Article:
A great team leader knows it's important to recognize those employees who have done an outstanding job. However, no matter how much a team member deserves the praise, it's also important to be aware of how other employees might feel about their fellow co-worker's public accolades.

The best leaders are able to dole out compliments without making anyone else feel slighted or resentful. To help you do this, we asked a group of leaders how to effectively showcase an employee's good work, while avoiding feelings of favoritism within the team. Read on for their advice on how to eliminate any potential drama or tension the next time you're congratulating a team member on a job well done.

Frame the achievement as a benefit to the company.

Making public recognition all about the individual employee can be a recipe for jealousy. That's why Serenity Gibbons, local unit lead for NAACP, focuses on the overall benefit of someone's work to the entire organization.

"We frame all recognition around how these individual efforts benefitted all of us in the company, our audience and our own individual roles," says Gibbons.

Recognize positive behaviors and actions, not just end results.

Instead of simply praising an employee for their work, Mario Peshev, CEO of DevriX, recommends emphasizing the qualities or traits that led to the recognition.

"Was it the necessary overtime over the weekend? Or jumping in during an important business call?" Peshev says. "When you focus on the actual activity, this sets the tone -- and serves as an example -- to everyone involved, and turns the narrative to an achievable goal."

Let employees recognize each other.

Katie Wagner, president of KWSM, says her agency has an anonymous Google form that can be accessed by any team member to highlight each other's achievements. This peer-to-peer recognition can be just as powerful and impactful as direct manager praise.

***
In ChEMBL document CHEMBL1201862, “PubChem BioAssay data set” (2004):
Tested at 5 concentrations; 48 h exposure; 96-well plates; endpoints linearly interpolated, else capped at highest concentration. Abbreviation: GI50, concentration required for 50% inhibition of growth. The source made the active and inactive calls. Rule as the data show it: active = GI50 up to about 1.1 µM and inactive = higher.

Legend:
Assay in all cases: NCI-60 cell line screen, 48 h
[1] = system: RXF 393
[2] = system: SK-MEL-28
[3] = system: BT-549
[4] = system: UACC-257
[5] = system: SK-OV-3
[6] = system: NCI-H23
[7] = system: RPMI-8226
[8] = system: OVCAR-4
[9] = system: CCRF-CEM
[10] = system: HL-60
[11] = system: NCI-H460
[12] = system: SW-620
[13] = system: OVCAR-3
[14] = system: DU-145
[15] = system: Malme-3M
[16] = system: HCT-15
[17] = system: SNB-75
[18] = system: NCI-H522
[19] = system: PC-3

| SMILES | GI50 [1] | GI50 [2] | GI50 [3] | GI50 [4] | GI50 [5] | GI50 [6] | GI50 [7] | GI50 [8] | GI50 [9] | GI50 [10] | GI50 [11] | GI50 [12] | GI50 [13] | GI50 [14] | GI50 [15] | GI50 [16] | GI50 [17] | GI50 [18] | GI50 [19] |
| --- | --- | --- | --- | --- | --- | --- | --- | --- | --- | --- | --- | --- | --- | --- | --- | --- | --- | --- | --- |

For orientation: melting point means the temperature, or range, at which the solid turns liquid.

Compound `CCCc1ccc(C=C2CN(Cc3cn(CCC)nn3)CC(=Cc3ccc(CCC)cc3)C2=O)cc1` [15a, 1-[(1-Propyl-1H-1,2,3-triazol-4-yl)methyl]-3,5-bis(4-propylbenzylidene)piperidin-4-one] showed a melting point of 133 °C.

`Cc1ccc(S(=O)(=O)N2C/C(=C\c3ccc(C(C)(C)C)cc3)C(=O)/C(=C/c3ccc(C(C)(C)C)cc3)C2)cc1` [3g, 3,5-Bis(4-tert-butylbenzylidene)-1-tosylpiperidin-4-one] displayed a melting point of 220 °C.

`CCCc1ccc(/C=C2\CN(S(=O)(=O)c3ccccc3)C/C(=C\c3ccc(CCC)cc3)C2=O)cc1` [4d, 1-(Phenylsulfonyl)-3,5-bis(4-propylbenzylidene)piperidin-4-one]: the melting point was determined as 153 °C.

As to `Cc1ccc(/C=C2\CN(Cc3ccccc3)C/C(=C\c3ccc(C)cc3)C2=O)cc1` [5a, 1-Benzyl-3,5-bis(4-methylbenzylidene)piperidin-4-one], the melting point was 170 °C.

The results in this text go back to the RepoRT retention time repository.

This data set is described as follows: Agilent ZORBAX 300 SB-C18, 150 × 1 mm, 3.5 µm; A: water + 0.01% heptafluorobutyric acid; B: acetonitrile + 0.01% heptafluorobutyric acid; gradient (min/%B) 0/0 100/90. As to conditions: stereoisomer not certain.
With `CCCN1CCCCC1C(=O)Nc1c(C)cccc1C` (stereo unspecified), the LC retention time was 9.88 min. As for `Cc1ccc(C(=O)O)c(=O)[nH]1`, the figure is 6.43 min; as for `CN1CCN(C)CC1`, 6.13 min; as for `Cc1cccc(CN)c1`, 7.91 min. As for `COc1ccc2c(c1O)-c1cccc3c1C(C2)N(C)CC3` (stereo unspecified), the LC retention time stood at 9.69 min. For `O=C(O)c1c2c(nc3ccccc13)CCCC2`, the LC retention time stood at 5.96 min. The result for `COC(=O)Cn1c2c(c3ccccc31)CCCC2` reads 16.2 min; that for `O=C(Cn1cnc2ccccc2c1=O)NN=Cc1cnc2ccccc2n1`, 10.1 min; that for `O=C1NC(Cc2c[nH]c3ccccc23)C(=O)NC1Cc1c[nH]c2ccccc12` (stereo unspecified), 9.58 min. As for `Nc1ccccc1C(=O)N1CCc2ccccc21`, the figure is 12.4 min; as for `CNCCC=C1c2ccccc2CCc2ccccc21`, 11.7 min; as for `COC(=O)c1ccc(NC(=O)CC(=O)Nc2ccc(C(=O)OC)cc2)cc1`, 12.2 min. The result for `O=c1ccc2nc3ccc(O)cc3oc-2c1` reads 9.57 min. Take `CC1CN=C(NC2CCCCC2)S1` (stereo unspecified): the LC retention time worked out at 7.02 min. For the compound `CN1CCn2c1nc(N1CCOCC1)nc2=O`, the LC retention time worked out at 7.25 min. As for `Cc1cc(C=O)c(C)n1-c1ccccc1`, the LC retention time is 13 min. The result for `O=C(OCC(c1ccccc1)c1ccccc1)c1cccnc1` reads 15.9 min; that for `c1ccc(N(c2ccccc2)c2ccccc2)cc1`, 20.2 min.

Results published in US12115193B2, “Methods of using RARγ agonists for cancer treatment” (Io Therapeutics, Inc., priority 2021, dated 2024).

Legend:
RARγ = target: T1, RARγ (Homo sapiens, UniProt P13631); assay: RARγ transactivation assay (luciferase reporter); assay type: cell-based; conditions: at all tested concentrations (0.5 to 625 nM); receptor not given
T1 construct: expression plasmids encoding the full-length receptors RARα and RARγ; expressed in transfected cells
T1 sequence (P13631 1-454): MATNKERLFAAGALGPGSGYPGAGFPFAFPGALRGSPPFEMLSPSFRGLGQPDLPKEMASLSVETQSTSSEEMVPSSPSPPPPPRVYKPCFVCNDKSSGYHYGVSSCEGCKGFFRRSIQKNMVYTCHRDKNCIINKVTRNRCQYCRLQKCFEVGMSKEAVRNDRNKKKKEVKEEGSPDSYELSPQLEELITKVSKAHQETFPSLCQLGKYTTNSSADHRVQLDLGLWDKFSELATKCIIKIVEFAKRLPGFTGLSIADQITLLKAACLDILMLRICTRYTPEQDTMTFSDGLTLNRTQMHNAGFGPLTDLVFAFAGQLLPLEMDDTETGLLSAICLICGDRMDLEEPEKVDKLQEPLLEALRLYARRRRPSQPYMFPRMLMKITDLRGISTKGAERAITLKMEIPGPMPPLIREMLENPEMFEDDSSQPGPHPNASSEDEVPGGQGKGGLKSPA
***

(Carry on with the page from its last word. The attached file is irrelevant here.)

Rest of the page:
"When you see someone living the agency's core values, going above and beyond for a client or producing an outstanding result, you fill out a 'Caught in the Act' form," Wagner explains. "At the weekly team meeting, I read all the submissions and everyone claps."

Choose your language carefully.

According to James Guldan, CEO of Vision Tech Team, the language you use to praise employees can make a big difference in how it's perceived by the rest of the team.

"The fine-tuning of verbal affirmation in a group setting is an art," says Guldan. "Making sure to not include exclusionary words like 'the best' or 'the only' is a good start. But a good rule of thumb is to always think about what you're going to say from the third-party perspective."

Make public recognition an equal opportunity.

The impression of favoritism will easily come about if the company continues pointing out one person, says Stephanie Wells, founder of Formidable Forms. Therefore, it's important to pay equal attention to all employees.

"As long as it's equal and fair, there shouldn't be issues about favoritism that come up," Wells says. "After all, there can't be only one person who's bringing the company to new heights and reaching success."

Be consistent about recognizing employees.

Team achievements should be celebrated on a consistent basis to boost morale, says Thomas Smale, founder of FE International.

"By showcasing outstanding work regularly and focusing on how the work brought value, as well as how the success can be replicated, you shift the focus on to celebrating how this is a win for the whole team," Smale adds. "Give special mention and praise to the person responsible, but also focus on how the whole team can benefit."

Praise multiple employees at once.

Nicole Munoz, founder and CEO of Nicole Munoz Consulting, Inc., notes that if you've built a good team, then there should be more than enough praise to go around.

"Try to make sure that you don't just single out a person, but actually demonstrate this kind of praise with a few team members at a time," Munoz says. 

Set clear goals and expectations.

To avoid feelings of resentment among team members when you give public praise, it helps to have widely acknowledged and detailed expectations for teams and individuals in your organization, says Blair Williams, CEO of MemberPress.

"When you set clear goals and expectations, people will know what they need to do to be recognized," Williams says. "They'll also find it fair when someone performs well since they'll know why they are being recognized."

Published on: Jan 14, 2020
The opinions expressed here by Inc.com columnists are their own, not those of Inc.com.